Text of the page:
How does USB port on a power strip detect the optimal current output?

I am looking to buy a power strip with USB ports and came across this one online. The description says "Top-notch USB smart charging technology which can detect and deliver optimal current output up to 2.4A per port." So when I charge my iPhone 6s which requires input current of 1A, the USB port will deliver exactly 1A?

• deliver optimal current output up to 2.4A ..... it means that it will hold the output voltage at 5V as long as you do not draw more than 2.4A ..... if you draw more current, then the voltage will start dropping or the output will shut down or the charger will start smoking – jsotola Jan 10 at 3:31
• In other words, it's a USB power strip that does nothing more than adhere to USB specs. Oh, the frabjous joy! – TimWescott Jan 10 at 3:50

I am looking to buy a power strip with USB ports and came across this one online. The description says "Top-notch USB smart charging technology which can detect and deliver optimal current output up to 2.4A per port." So when I charge my iPhone 6s which requires input current of 1A, the USB port will deliver exactly 1A?

Likely this is a knockoff(not necessarily bad) of adaptive fast charge technology, which allows some phones to draw current at more than 5V from compatible chargers under the USB Power Delivery spec (Which amusingly allows for up to 5A@20V under USB 3). Given the product claim phrasing I would expect "smart behavior", specifically identification of devices that have fast charging options and the delivery of appropriate voltage to them (1.6A@9V for example for Samsung AFC).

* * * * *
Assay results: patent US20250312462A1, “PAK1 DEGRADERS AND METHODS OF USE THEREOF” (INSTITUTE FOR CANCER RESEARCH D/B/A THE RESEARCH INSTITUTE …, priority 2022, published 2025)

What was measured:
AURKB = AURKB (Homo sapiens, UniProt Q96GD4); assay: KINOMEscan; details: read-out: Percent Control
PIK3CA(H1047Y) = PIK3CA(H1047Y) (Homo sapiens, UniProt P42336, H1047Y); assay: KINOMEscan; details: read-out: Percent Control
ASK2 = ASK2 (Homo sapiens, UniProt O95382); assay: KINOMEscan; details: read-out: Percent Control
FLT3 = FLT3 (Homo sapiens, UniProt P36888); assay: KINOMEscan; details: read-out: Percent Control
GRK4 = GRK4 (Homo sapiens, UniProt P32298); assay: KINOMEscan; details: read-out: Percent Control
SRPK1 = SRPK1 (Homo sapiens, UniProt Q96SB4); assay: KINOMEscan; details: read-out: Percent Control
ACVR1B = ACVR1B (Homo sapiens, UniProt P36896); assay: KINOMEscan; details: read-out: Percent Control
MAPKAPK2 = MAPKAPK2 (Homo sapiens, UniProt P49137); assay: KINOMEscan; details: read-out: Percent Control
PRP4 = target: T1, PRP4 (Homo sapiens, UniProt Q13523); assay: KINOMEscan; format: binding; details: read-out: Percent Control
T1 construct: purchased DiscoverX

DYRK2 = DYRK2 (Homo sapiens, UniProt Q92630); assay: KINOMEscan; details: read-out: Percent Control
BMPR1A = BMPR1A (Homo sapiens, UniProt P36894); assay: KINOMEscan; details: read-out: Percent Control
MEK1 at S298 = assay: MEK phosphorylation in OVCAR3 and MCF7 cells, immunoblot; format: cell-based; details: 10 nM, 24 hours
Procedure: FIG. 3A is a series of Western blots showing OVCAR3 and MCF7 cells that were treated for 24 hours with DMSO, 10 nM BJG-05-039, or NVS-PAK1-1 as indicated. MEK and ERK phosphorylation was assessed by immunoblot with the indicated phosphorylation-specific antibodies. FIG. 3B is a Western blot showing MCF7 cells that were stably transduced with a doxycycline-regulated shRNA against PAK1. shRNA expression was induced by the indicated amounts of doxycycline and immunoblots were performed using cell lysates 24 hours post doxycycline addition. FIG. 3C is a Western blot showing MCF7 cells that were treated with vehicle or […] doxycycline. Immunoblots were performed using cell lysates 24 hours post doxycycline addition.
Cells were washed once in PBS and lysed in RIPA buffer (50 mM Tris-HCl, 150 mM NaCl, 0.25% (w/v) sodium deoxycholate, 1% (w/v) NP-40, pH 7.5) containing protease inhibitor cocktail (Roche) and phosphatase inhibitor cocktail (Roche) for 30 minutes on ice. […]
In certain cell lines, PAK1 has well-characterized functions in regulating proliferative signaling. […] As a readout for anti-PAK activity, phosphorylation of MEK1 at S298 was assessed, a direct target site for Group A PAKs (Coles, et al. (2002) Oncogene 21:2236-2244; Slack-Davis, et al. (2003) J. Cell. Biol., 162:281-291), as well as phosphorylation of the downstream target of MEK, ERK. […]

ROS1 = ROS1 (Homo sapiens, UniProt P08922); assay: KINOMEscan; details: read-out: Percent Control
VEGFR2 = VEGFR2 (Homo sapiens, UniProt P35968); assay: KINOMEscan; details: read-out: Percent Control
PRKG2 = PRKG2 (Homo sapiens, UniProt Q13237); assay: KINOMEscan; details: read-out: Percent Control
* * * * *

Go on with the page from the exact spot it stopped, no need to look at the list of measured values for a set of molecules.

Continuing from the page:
As far as the exact amount of current drawn, these are voltage supplies, not current supplies, so the power supply provides a solid 5V(Or hopefully other voltages) at up to 2.4A, but it is the device charging that determines the actual current draw, which will vary across the charge cycle and also depending on additional load. If you put the volume on full and run a 3D game on your smartphone while it's charging the incoming power will supply the phone first and only the surplus will make it to the battery. In this situation the current draw would be high even if the battery was in top up or trickle charging phase.

The USB port is probably not current limited. Most of the time, it is the load and not the current that determines the current. So, "optimal current output up to 2.4A" means "the port should provide 5V at up to 2.4A of current" Above 2.4A, I would expect the voltage to drop or possible start generating too much heat.